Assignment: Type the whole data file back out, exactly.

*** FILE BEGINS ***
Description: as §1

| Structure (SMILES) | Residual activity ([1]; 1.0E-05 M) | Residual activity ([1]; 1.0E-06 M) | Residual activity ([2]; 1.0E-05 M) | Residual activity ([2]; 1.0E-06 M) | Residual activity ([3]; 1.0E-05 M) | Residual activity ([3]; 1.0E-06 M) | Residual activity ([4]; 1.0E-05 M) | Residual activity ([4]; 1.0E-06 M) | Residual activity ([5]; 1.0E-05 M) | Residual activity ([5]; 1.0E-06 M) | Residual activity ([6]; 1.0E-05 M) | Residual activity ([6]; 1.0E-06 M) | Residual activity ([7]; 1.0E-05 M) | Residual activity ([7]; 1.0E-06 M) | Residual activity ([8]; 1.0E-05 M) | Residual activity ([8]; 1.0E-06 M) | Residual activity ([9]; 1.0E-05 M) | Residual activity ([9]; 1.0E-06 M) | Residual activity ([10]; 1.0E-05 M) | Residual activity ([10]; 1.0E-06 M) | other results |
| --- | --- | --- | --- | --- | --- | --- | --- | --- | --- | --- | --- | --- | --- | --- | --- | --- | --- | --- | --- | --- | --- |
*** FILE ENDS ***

Description: as §1

| Structure (SMILES) | Residual activity ([1]; 1.0E-05 M) | Residual activity ([1]; 1.0E-06 M) | Residual activity ([2]; 1.0E-05 M) | Residual activity ([2]; 1.0E-06 M) | Residual activity ([3]; 1.0E-05 M) | Residual activity ([3]; 1.0E-06 M) | Residual activity ([4]; 1.0E-05 M) | Residual activity ([4]; 1.0E-06 M) | Residual activity ([5]; 1.0E-05 M) | Residual activity ([5]; 1.0E-06 M) | Residual activity ([6]; 1.0E-05 M) | Residual activity ([6]; 1.0E-06 M) | Residual activity ([7]; 1.0E-05 M) | Residual activity ([7]; 1.0E-06 M) | Residual activity ([8]; 1.0E-05 M) | Residual activity ([8]; 1.0E-06 M) | Residual activity ([9]; 1.0E-05 M) | Residual activity ([9]; 1.0E-06 M) | Residual activity ([10]; 1.0E-05 M) | Residual activity ([10]; 1.0E-06 M) | other results |
| --- | --- | --- | --- | --- | --- | --- | --- | --- | --- | --- | --- | --- | --- | --- | --- | --- | --- | --- | --- | --- | --- |